A death announcement last week in the Houston Chronicle caught my eye. I never met the late Stephen Simon, but what I read made me realize that the quiet heroes and heroines of free-market capitalism need to be saluted now and then. For they are the wealth creators and real philanthropists versus the political system’s wealth redistributionists and wealth destroyers.
Here is the essence of this man. An engineer. More than 40 years with a major energy company in a variety of advancing positions at home and abroad. Successful. Private sector philanthropist with his time and money.
And through it all, a “heroic capitalist” in the Smith-Smiles-Rand tradition (see Part I of my Capitalism at Work). A practitioner of Principled Entrepreneurship ™.
Think of what Julian Simon would have said about Stephen Simon (no relation): He created more than he consumed to leave us resource richer. And he used that wealth to create still more wealth and advance civil society.
Finally, think of Mr. Simon and his company when you think about the names that made the news at the once rival of ExxonMobil, the late Enron. (Enron’s Ken Lay, in fact, joined Exxon two years before Simon as a corporate economist before going to Washington for various assignments and never really getting politics out of his blood.)
The obituary follows:
J. STEPHEN SIMON, 1943 – 2009 J. Stephen Simon, a former director and senior vice president of Exxon Mobil Corporation, passed away unexpectedly at his home in Dallas, Texas, on Wednesday, July 8, 2009, at age 66.
Mr. Simon had a long and distinguished career of over 40 years with the corporation. During this time he held a series of increasingly senior roles, culminating in his election to the board of directors in 2006. He retired from the company on May 31, 2008.
Mr. Simon joined Exxon Company, U.S.A. in June 1967 and shortly thereafter began a two-year assignment in the United States Army. He returned to Exxon U.S.A. in July 1969 as a business analyst in the Baton Rouge Refinery.
After holding a variety of supervisory and managerial positions throughout the Baton Rouge and Baytown refineries, and Exxon U.S.A.’s Refining and Controller’s departments, Mr. Simon became executive assistant to Exxon U.S.A.’s executive vice president, located in Houston.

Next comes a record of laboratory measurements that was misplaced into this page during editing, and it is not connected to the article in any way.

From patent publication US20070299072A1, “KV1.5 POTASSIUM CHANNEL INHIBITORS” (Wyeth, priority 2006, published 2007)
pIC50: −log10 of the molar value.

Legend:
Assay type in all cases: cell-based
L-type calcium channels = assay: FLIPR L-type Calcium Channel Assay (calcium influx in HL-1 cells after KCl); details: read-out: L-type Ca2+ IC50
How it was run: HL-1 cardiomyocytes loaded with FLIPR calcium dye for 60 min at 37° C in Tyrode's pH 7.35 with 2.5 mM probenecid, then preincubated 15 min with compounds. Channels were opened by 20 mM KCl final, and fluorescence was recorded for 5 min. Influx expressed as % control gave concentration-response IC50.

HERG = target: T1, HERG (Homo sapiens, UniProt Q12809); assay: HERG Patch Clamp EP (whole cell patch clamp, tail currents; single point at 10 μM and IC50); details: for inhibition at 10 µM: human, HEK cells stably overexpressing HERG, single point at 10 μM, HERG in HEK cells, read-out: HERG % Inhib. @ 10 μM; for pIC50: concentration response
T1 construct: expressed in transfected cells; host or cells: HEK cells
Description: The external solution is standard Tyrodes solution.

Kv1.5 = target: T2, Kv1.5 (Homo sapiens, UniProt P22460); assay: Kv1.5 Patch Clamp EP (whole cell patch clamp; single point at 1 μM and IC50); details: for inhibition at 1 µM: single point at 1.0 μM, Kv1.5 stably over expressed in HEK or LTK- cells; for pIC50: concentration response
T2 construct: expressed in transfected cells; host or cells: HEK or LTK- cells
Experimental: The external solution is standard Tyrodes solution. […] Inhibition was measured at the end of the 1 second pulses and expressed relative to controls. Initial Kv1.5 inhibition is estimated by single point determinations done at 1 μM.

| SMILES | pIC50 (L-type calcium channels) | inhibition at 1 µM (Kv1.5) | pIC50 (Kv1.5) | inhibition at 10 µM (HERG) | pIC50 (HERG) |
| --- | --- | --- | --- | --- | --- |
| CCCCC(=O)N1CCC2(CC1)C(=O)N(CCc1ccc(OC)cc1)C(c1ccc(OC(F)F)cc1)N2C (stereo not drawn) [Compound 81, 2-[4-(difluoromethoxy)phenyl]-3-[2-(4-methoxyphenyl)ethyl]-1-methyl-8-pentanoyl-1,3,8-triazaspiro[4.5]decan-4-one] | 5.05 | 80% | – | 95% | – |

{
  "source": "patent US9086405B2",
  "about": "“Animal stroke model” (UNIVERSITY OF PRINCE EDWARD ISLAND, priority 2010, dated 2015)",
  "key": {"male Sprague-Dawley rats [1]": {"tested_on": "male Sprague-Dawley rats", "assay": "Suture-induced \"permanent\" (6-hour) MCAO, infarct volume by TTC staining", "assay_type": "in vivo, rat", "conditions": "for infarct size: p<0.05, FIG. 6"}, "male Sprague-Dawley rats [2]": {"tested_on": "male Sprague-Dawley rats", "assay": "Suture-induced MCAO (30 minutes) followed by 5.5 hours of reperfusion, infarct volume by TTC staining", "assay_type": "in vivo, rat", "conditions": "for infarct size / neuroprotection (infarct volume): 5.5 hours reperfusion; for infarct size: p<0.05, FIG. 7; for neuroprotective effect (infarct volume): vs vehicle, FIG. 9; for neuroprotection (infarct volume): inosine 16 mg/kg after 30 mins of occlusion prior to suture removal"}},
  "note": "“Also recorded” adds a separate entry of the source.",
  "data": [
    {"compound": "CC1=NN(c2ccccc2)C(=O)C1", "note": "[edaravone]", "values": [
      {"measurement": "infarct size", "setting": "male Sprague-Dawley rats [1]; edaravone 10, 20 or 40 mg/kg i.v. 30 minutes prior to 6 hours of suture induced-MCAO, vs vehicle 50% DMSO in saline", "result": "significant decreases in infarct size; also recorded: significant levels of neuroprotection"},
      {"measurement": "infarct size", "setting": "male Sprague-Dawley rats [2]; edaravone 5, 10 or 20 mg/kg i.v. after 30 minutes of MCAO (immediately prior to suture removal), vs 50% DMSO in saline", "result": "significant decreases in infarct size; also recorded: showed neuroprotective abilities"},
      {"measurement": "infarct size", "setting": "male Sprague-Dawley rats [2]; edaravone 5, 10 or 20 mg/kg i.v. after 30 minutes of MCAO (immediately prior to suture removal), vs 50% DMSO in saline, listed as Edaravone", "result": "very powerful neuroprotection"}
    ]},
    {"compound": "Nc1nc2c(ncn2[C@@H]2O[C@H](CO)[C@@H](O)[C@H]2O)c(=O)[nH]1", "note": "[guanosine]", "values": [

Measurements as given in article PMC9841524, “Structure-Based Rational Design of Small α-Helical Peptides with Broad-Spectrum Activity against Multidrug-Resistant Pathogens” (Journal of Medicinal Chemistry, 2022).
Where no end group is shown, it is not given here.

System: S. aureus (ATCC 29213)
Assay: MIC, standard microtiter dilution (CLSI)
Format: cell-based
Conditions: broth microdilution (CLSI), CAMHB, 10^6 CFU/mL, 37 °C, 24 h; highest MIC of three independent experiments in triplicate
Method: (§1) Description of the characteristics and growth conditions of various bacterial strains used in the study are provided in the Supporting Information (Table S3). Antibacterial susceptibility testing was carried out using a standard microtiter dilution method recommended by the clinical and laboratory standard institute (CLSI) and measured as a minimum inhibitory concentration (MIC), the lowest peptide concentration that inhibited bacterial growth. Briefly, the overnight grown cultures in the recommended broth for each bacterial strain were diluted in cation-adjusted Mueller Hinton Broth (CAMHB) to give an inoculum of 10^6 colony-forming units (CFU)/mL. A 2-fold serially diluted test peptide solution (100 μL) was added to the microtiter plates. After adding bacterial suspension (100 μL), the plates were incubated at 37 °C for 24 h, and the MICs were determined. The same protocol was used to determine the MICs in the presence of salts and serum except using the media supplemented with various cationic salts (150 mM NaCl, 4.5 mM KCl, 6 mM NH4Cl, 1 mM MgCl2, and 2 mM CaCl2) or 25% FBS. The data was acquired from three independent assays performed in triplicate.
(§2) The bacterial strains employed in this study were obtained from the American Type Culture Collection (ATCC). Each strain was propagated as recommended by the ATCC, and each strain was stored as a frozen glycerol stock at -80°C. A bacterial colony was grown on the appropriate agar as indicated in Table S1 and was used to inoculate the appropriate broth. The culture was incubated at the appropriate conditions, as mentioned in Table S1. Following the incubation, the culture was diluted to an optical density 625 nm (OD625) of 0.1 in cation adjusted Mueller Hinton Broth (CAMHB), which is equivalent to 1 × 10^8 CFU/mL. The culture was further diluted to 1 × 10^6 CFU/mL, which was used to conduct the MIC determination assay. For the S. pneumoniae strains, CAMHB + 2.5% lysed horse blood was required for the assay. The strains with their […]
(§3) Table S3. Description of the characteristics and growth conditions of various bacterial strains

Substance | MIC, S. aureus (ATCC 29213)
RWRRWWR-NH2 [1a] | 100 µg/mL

In 1980, he returned to the Baton Rouge Refinery as Operations Division manager, following which he became refinery manager. In 1983, Mr. Simon moved to New York where he was executive assistant to the president of Exxon Corporation. In 1984, he moved to London, England, as supply manager in the Petroleum Products Department of Esso Europe Inc. and then supply and transportation manager. Mr. Simon returned to Houston in 1986 as general manager of Exxon U.S.A.’s Supply Department, and in 1988, he became chief executive and general manager, Esso Caribbean and Central America located in Coral Gables, Florida.
Mr. Simon moved to Italy in 1992, to become executive vice president and then president of Esso Italiana. He returned to the United States in 1997 and was named an executive vice president of Exxon Company, International, headquartered in Florham Park, New Jersey. In December 1999, he was appointed president of ExxonMobil Refining & Supply Company and vice president of Exxon Mobil Corporation. In December 2004, he became senior vice president of Exxon Mobil Corporation and in January 2006 was elected to the board of the corporation.
Beyond his leadership roles at ExxonMobil, Mr. Simon also served on the boards of many voluntary organizations over the course of his career, including the United Way, the Boy Scouts, and the Salvation Army. He was also a member of the Governance Committee of the National Action Council for Minorities in Engineering and had served on the board of the US-China Business Council, the American Petroleum Institute and the National Association of Manufacturers. Following his retirement from ExxonMobil, he became Chair of the Board of Visitors for Duke University’s School of Engineering and had also been active in support of the Children’s Advocacy Center in Dallas.
Mr. Simon is survived by his loving wife of 43 years, Susie; daughter Marnie and her husband Nicolas Medina, of Houston, Texas; daughter Angela and her husband Steve Reynolds of Nashville, Tennessee; daughter Candice and her husband Rick Murillo of Frisco, Texas and grandchildren Alexandra, Nicolas Jr. and Isabel. Also surviving are his brother Dan of Columbia, Missouri; sister Sheryl of Mt. Lebanon, Pennsylvania; brother Mike of Winterhaven, Florida and father B.D. Simon of Columbia, Missouri. He was preceded in death by mother Joan Francis Simon, who passed away in 2008.
In his memory, the Pratt School of Engineering at Duke University has established the J. Stephen Simon Scholarship Endowment Fund. Memorial contributions to the J. Stephen Simon Scholarship Endowment Fund may be made to Duke University in care of Judge Carr, 305 Teer Engineering Building, Box 90271, Duke University, Durham, NC 27708.
Steve was an amazing person — a loving husband, father and grandfather. We will miss him dearly.